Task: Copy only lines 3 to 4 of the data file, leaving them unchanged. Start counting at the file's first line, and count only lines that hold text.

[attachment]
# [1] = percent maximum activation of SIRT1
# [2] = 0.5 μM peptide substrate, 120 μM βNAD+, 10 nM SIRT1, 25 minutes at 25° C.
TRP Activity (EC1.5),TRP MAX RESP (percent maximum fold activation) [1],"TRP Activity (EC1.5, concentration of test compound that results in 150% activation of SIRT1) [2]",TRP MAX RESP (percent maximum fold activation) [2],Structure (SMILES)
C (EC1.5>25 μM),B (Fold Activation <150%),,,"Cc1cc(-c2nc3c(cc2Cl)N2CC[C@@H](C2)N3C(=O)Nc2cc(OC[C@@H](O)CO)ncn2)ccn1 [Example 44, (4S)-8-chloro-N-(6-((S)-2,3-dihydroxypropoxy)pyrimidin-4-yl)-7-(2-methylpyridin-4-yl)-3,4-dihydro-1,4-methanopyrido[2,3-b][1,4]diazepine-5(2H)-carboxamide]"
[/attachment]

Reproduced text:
TRP Activity (EC1.5),TRP MAX RESP (percent maximum fold activation) [1],"TRP Activity (EC1.5, concentration of test compound that results in 150% activation of SIRT1) [2]",TRP MAX RESP (percent maximum fold activation) [2],Structure (SMILES)
C (EC1.5>25 μM),B (Fold Activation <150%),,,"Cc1cc(-c2nc3c(cc2Cl)N2CC[C@@H](C2)N3C(=O)Nc2cc(OC[C@@H](O)CO)ncn2)ccn1 [Example 44, (4S)-8-chloro-N-(6-((S)-2,3-dihydroxypropoxy)pyrimidin-4-yl)-7-(2-methylpyridin-4-yl)-3,4-dihydro-1,4-methanopyrido[2,3-b][1,4]diazepine-5(2H)-carboxamide]"